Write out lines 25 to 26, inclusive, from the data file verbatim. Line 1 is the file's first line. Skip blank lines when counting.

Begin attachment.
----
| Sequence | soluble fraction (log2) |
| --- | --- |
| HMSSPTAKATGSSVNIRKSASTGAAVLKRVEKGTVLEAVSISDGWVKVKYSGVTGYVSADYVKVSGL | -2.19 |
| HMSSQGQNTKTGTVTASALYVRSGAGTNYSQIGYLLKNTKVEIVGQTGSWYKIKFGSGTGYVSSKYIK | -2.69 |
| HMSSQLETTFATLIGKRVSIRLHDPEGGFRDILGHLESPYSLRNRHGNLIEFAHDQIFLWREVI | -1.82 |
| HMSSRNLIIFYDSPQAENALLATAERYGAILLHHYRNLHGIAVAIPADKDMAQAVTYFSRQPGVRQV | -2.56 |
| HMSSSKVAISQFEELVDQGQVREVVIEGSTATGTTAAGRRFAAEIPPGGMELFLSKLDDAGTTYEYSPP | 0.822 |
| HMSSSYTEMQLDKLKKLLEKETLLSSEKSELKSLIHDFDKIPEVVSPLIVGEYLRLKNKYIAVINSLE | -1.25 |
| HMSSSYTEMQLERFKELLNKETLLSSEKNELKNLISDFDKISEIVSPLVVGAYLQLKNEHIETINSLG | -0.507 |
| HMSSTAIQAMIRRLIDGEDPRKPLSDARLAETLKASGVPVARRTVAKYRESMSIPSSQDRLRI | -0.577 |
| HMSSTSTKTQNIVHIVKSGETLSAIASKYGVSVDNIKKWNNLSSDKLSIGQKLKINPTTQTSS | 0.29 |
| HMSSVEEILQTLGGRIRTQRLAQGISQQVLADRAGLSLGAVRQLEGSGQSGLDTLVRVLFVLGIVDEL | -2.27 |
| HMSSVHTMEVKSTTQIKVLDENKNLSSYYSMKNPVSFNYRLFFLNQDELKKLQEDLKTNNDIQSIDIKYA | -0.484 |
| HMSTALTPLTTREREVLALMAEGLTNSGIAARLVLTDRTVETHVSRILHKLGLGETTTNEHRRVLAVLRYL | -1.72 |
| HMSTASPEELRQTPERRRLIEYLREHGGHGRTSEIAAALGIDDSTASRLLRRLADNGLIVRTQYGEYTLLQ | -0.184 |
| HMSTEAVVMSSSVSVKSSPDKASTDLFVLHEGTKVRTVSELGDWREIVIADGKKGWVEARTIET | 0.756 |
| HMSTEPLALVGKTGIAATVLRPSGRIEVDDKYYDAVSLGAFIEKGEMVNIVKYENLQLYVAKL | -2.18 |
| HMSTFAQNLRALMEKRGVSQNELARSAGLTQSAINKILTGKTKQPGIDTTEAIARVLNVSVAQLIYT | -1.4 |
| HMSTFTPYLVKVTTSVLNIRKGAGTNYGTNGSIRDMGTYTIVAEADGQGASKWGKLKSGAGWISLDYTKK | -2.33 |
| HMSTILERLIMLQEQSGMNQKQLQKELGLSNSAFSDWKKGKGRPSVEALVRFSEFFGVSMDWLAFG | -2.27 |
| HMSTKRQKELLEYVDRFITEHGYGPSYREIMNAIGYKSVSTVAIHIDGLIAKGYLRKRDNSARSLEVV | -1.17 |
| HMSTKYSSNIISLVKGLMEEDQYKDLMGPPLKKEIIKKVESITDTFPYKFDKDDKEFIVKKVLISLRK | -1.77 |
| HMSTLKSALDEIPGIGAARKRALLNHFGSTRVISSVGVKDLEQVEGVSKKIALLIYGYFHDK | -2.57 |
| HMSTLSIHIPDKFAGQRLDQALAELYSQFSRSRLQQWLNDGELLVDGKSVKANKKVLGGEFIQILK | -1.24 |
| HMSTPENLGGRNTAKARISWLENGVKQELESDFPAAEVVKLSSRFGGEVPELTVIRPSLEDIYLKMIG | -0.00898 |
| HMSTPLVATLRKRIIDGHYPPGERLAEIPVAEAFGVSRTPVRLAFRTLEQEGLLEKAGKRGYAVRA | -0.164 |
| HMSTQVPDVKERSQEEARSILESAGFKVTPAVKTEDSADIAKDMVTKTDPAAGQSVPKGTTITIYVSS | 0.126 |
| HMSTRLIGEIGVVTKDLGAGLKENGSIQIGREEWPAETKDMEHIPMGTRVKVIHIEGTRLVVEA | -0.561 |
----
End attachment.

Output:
| HMSTPENLGGRNTAKARISWLENGVKQELESDFPAAEVVKLSSRFGGEVPELTVIRPSLEDIYLKMIG | -0.00898 |
| HMSTPLVATLRKRIIDGHYPPGERLAEIPVAEAFGVSRTPVRLAFRTLEQEGLLEKAGKRGYAVRA | -0.164 |